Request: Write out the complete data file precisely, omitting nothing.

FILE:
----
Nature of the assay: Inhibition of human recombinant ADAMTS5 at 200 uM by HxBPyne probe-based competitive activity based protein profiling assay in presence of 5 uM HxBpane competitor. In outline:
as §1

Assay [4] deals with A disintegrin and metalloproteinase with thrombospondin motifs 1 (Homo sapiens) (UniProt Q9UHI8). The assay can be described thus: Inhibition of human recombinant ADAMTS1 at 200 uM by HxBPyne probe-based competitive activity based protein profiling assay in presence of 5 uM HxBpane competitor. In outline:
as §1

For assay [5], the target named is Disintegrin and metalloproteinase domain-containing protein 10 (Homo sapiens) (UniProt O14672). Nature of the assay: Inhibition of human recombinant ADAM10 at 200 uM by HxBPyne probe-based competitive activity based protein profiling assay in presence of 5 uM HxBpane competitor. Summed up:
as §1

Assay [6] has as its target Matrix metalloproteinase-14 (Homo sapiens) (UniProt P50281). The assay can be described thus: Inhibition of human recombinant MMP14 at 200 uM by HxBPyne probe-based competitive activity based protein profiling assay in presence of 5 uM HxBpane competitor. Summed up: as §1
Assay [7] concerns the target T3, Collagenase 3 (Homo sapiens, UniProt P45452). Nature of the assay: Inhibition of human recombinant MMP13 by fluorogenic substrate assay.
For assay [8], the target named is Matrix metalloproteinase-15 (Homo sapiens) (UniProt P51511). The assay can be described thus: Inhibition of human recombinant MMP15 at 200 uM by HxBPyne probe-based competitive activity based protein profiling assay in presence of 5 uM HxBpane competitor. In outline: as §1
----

Nature of the assay: Inhibition of human recombinant ADAMTS5 at 200 uM by HxBPyne probe-based competitive activity based protein profiling assay in presence of 5 uM HxBpane competitor. In outline:
as §1

Assay [4] deals with A disintegrin and metalloproteinase with thrombospondin motifs 1 (Homo sapiens) (UniProt Q9UHI8). The assay can be described thus: Inhibition of human recombinant ADAMTS1 at 200 uM by HxBPyne probe-based competitive activity based protein profiling assay in presence of 5 uM HxBpane competitor. In outline:
as §1

For assay [5], the target named is Disintegrin and metalloproteinase domain-containing protein 10 (Homo sapiens) (UniProt O14672). Nature of the assay: Inhibition of human recombinant ADAM10 at 200 uM by HxBPyne probe-based competitive activity based protein profiling assay in presence of 5 uM HxBpane competitor. Summed up:
as §1

Assay [6] has as its target Matrix metalloproteinase-14 (Homo sapiens) (UniProt P50281). The assay can be described thus: Inhibition of human recombinant MMP14 at 200 uM by HxBPyne probe-based competitive activity based protein profiling assay in presence of 5 uM HxBpane competitor. Summed up: as §1
Assay [7] concerns the target T3, Collagenase 3 (Homo sapiens, UniProt P45452). Nature of the assay: Inhibition of human recombinant MMP13 by fluorogenic substrate assay.
For assay [8], the target named is Matrix metalloproteinase-15 (Homo sapiens) (UniProt P51511). The assay can be described thus: Inhibition of human recombinant MMP15 at 200 uM by HxBPyne probe-based competitive activity based protein profiling assay in presence of 5 uM HxBpane competitor. In outline: as §1